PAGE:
“I don’t think brokers have done the proper stress tests to withstand stampedes of thumb traders that are not afraid of margin calls,” Rogozinski said. “It was very obvious to me because I got to see r/WallStreetBets grow, I got to see the landscape of the brokerage industry change, I saw the number of instruments available to the retail traders increase. The writing was on the wall.”

While prescient in his warning, the effects of the squeeze have impacted the market in a number of mostly unexpected ways. One such unanticipated event was the halting of GME trading on Robinhood. Another was hedge fund Citadel LLC having to spend billions to help bail out its peer investment firms who were devastated by their short positions. It’s worth noting that Citadel Securities, a company that shares a founder with Citadel LLC, is the largest market-making partner of Robinhood. The GameStop halt called into question the conflicts of interests associated with the PFOF model, although Citadel founder Ken Griffin has testified to Congress that his firms did not communicate with Robinhood prior to the trading halts. Lawmakers have since descended on financial experts and brokerage executives during a long and venomous probe into the practice as a result.

Naturally, that trading halt also led to a number of r/WSB users questioning the very platform that allowed the subreddit to thrive. Users planned boycotts of the app and discussed a massive class-action lawsuit; over 40 total suits have now reached litigation as a result of the GameStop saga. Overall, the message board generally holds a great disdain for the platform now. 

When Robinhood reached Wall Street with its public offering in late July, Redditors made known their intent to abstain from the stock or to even short it. Of course, when HOOD stock fell immediately after listing, users celebrated. But much to the chagrin of these users, media outlets are branding HOOD as “king of the meme stocks” due to its trading behavior.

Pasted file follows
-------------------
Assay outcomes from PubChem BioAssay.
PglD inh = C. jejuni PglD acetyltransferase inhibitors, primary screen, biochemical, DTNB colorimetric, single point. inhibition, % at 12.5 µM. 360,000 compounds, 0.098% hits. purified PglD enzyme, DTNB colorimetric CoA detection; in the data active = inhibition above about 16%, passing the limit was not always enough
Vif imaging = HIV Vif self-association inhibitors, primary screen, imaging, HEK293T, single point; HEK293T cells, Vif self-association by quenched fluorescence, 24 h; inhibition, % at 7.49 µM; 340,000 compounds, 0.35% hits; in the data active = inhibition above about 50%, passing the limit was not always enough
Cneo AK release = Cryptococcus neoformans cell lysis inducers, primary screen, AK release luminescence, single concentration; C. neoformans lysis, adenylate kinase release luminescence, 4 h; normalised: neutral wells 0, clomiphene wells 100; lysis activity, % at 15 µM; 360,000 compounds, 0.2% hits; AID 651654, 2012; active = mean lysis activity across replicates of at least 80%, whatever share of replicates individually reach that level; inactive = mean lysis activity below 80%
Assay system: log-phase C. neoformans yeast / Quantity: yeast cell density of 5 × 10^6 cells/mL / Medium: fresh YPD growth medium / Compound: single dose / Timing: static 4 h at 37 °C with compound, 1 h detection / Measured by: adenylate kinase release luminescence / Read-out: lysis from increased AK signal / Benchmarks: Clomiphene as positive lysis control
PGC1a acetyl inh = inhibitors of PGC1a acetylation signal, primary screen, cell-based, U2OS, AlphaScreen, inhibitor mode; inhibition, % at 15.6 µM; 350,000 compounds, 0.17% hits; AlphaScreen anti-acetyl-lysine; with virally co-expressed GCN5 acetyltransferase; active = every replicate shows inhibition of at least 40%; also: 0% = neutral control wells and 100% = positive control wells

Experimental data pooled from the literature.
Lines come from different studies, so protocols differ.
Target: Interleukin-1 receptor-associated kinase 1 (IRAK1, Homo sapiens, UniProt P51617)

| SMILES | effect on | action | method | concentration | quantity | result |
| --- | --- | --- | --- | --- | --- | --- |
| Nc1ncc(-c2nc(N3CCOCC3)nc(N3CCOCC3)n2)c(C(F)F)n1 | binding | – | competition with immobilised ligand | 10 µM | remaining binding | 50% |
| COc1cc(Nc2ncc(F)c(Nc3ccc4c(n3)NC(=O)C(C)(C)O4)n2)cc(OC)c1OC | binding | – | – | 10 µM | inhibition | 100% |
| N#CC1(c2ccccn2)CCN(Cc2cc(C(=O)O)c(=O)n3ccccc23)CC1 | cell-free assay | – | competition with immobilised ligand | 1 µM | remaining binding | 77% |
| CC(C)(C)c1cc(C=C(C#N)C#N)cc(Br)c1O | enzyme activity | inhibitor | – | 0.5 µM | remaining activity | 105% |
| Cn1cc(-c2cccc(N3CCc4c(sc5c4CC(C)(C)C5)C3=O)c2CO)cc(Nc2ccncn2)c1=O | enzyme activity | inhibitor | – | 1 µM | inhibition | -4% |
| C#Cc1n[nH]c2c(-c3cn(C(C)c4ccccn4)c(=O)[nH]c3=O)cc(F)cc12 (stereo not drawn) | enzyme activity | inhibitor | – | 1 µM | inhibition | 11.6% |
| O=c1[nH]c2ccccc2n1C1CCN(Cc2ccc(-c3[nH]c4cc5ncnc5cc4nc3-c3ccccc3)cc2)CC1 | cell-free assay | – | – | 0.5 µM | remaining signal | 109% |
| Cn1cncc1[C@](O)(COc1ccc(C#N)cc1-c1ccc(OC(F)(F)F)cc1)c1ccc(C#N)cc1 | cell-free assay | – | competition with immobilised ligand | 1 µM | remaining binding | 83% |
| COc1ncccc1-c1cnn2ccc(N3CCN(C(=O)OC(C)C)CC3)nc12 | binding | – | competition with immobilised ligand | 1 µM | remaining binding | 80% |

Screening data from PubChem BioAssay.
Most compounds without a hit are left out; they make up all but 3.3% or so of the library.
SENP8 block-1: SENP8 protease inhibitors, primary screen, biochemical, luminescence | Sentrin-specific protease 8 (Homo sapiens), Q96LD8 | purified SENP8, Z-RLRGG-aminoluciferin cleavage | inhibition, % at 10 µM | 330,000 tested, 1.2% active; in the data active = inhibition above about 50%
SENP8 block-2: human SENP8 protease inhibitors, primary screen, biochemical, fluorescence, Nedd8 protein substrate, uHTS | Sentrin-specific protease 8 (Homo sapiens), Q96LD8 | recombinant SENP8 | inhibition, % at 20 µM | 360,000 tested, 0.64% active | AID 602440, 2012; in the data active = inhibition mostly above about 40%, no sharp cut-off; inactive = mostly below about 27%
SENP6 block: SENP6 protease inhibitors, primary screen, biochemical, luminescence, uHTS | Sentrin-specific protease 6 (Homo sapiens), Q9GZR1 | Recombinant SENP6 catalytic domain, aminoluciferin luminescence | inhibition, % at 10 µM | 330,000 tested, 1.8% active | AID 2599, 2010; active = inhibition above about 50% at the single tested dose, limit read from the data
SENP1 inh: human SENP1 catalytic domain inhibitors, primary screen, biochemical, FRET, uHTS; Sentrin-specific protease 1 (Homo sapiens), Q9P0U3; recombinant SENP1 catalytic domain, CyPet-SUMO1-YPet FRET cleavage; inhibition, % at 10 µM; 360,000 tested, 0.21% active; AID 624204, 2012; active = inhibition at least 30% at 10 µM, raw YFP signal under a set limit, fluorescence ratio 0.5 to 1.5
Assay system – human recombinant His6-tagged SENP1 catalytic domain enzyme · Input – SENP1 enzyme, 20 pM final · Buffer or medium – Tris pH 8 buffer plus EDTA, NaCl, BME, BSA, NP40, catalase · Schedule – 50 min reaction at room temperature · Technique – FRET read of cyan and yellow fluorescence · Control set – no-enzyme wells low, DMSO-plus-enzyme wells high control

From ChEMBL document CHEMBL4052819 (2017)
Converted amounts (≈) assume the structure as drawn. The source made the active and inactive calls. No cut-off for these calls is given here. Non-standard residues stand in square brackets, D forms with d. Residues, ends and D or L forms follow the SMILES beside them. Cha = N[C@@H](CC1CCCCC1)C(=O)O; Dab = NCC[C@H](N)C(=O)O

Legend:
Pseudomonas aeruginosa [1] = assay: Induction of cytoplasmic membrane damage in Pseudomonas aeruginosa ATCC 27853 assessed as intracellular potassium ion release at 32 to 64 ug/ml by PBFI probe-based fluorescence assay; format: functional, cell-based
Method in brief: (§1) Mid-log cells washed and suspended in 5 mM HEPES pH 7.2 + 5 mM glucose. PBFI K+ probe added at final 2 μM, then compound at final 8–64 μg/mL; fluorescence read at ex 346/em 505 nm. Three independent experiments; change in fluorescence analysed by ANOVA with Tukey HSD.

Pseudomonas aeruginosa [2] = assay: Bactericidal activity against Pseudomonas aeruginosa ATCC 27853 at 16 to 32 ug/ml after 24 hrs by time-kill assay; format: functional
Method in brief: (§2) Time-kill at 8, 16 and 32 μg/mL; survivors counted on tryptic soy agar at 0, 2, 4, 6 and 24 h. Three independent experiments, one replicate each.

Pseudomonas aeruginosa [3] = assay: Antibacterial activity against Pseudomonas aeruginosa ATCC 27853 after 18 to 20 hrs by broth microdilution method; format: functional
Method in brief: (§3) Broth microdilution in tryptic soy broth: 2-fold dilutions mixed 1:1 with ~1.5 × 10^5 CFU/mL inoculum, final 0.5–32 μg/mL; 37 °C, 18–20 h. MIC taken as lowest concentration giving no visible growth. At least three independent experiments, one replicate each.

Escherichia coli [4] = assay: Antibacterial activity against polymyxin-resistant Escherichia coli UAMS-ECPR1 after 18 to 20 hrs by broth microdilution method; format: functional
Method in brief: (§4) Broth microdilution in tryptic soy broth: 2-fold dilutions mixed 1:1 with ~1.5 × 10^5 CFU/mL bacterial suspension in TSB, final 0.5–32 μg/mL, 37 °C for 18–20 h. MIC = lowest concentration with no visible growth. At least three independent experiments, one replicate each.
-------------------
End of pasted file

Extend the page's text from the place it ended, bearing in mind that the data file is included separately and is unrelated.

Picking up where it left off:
Should Regulators Really Ban Payment for Order Flow?

Does all of this undo Rogozinski’s defense of PFOF? Is it no longer a mode of putting power in the hands of the individual? Do Robinhood’s actions go far enough against users’ interests to justify banning PFOF?

From the sentiment of players like Gensler and some lawmakers on Capitol Hill like Sen. Elizabeth Warren, the answer to those questions is a resounding “yes.” 

At the end of 2020, the SEC charged the platform with making misleading statements about its PFOF model and how much of its total revenue the rebates make up. The GameStop saga quickly turned up the heat.

At the end of August 2021, Gensler said the SEC isn’t ruling out a ban on PFOF. Robinhood has publicly rebuked this threat, calling a PFOF ban “draconian” and declaring that it will take the SEC to court were such restrictions ever instituted.

Robinhood’s chief legal officer, Dan Gallagher, says a ban is highly unlikely. Rather, the Robinhood exec goes a step further. He says an SEC probe will “arrive at the conclusion that payment for order flow is undoubtedly an amazingly good thing for retail investors and they’re not going to ban it.”

Robinhood Thinks PFOF Is Here to Stay, r/WallStreetBets Founder Agrees

Rogozinski is also sure that a PFOF ban is out of the realm of possibility. “It’s just posturing, it’s talk,” he says. “It’s getting ready for some negotiation.”

The r/WSB founder is confident that regulators’ desires to keep the market balanced are enough to buoy PFOF, at least for the time being. Regulation can’t happen overnight, he says, especially regulation of such magnitude.

“It’s too difficult of a nut to crack because PFOF is linked publicly to what Robinhood’s doing, but I have no doubt that it’s used in a lot of places and in a lot of applications,” Rogozinski said. “If you mess with [the stock market], it has unintended consequences and it’s an extremely dangerous thing to do. They have to make these changes carefully, slowly. It’s really difficult.”

Rogozinski is correct at least about the mass adoption of the payment for order flow model.